The correct number is 5%, not "at least 3%"

    The minister explained "If these matters are not resolved in 2011, the Government will then set scheme caps consistent with the five per cent target to provide business certainty for the commencement of the first year of full trading under the Carbon Pollution Reduction Scheme from July 2012."

    This demonstrates Australia’s commitment to implement a robust Carbon Reduction process, and to scale those commitments up to 25%, provided the global community fully and transparently participates with sincerity.

    Link to this
  19. 19. PeterSyd 9:05 pm 02/3/2010

    No one ever seems to get it.
    The argument about CO2 levels is a side issue to the reality that our fossil fuel based economy is about to hit a brick wall. Global oil production has peaked, burning what is left will cause a major increase in CO2 concentration within a geological split second that has never been seen before which therefore has unpredictable consequences.

    With information that can only ever be highly imperfect until the outcome has become unconditional, why would you ever want to roll that dice for your children?

    The commitment to CO2 reduction is a commitment to find a practical mix of alternative energy sources that is both economically and climatically sustainable.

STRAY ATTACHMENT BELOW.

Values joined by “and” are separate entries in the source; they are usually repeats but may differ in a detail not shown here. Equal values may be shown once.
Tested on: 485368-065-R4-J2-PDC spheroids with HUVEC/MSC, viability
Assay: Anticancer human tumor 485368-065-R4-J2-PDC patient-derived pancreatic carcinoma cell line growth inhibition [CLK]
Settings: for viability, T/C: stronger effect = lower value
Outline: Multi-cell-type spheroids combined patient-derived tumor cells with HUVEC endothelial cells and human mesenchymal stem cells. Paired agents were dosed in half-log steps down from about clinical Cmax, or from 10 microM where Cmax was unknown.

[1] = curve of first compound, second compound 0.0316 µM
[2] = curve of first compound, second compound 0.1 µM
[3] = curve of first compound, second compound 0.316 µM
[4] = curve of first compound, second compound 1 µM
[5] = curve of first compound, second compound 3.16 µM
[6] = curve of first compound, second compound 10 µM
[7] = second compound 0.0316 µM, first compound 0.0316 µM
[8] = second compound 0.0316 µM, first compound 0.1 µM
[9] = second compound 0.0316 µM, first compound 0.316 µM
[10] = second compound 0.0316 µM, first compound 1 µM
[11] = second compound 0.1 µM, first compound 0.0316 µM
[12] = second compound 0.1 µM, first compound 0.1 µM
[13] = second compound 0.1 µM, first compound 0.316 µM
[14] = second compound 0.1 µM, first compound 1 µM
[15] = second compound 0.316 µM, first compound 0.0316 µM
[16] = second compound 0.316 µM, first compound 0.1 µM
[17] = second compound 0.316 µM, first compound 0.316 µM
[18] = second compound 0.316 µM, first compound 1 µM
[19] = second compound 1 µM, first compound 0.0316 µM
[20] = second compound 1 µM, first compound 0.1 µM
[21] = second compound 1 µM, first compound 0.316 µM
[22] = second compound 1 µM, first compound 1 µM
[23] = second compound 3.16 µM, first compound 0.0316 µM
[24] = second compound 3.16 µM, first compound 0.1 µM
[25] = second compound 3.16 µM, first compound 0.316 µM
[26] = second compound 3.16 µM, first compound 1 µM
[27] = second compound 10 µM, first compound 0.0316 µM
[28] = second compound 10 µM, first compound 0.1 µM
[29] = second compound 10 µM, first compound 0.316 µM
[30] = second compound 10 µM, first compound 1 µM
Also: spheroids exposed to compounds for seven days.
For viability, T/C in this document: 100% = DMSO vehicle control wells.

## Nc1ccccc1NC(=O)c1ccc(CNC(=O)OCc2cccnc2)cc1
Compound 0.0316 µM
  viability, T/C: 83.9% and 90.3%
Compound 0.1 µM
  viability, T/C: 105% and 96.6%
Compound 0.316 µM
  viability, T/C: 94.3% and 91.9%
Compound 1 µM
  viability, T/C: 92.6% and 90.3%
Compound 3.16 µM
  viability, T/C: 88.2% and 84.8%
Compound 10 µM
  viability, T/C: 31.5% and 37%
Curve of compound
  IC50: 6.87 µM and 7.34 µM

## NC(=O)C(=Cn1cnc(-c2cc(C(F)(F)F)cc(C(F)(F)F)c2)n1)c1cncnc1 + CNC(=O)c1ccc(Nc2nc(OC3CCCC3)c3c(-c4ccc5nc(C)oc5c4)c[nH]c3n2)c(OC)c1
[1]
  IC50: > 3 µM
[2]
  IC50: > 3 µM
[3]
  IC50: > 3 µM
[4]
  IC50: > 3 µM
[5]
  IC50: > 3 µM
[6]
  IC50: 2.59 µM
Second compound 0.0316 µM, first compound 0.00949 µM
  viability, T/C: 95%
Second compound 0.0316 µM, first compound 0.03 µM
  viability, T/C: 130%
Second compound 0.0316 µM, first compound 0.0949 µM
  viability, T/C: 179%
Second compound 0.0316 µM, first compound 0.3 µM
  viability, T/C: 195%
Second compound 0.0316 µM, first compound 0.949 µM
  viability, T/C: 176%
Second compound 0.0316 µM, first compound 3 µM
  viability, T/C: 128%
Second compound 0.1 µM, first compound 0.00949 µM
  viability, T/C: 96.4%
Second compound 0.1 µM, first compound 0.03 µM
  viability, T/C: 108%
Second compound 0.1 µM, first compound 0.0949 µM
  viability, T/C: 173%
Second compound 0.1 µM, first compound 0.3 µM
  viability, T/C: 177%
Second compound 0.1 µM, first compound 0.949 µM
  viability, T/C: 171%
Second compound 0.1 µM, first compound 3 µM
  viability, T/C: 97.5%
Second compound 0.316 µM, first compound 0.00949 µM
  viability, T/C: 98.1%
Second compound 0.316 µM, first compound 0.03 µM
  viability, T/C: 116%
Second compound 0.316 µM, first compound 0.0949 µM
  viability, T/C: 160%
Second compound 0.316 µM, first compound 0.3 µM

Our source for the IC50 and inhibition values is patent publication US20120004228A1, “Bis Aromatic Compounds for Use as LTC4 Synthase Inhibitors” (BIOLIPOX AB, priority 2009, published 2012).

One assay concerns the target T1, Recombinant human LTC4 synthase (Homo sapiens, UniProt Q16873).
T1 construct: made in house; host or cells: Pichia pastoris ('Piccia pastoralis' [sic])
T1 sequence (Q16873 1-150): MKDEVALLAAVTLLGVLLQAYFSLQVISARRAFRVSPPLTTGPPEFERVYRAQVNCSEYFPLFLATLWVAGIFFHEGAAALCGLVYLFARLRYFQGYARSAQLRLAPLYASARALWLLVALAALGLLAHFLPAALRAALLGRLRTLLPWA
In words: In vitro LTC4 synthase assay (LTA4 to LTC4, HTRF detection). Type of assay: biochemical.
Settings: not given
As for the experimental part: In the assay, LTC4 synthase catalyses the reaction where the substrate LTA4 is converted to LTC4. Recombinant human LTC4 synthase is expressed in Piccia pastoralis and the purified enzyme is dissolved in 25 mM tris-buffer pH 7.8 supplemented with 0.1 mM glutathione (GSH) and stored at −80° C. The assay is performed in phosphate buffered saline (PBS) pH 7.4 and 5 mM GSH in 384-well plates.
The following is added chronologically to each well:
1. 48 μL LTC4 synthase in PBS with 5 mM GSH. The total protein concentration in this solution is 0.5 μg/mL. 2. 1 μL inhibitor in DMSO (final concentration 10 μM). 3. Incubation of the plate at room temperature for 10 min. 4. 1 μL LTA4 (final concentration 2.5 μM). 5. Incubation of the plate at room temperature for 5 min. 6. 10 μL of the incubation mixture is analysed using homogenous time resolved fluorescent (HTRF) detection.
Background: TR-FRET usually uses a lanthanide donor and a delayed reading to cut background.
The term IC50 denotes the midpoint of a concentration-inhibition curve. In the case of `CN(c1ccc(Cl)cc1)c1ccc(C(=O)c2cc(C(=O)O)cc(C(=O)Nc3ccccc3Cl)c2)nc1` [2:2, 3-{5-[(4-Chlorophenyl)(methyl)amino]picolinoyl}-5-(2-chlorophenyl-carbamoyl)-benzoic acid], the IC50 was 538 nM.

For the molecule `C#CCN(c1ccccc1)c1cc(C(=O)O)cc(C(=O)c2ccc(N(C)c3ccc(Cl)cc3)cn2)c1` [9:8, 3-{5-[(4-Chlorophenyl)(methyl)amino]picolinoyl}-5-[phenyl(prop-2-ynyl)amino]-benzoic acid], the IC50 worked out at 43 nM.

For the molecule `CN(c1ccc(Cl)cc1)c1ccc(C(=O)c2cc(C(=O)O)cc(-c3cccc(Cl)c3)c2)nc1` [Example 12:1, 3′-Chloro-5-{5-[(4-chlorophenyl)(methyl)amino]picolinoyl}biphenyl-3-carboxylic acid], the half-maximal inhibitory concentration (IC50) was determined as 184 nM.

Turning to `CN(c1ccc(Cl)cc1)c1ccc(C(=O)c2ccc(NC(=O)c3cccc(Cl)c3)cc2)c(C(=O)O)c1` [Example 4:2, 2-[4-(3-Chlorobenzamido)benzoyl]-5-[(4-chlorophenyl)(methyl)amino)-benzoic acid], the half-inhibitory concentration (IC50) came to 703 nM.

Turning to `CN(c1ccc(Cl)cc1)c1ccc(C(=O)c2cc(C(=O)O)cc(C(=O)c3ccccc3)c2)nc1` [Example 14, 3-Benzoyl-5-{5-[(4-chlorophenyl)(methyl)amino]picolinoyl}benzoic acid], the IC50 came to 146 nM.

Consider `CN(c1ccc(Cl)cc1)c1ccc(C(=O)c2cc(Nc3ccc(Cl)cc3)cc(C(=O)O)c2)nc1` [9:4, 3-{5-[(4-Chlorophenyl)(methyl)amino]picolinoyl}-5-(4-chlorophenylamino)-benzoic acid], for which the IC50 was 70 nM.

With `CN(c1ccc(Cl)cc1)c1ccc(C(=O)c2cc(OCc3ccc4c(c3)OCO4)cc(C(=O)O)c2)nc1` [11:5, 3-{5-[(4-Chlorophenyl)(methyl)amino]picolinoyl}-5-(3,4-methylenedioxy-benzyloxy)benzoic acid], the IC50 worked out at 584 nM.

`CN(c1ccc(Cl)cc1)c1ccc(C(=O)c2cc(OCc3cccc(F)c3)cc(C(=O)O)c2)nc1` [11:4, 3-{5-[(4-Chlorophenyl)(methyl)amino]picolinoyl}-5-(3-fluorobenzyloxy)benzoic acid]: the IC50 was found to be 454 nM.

Keep going as we are going, and the world economy collapses anyway. There isn’t the oil available.

    Climate change naysayers are ostriches whose refusal to observe, analyse, conclude and act, will enforce through a democratic process, a similar outcome for humans as for the dinosaurs.

    Link to this
  20. 20. Dr. Strangelove 9:41 pm 02/4/2010

    I agree with your observation – CO2 is a side issue, Copenhagen and all previous conferences are not about climate science but about fossil fuel economics. We might as well say we have to reduce CO2 emission because it may cause climate change whether warming or cooling (both are possible according to the Big Freeze theory of Dr. Richard Alley) and even if humans don’t do anything, drastic climate change may happen anyway by natural causes as seen in ice core records in the past. Whatever the impact or non-impact on climate, we have to stop burning fossil fuels. People may or may not agree with it but it’s a political statement regardless of climate science. At least we can put it to a vote. Unlike science where truth is not determined by democratic vote or even by survey of scientists (‘scientific consensus’ notwithstanding)

    Link to this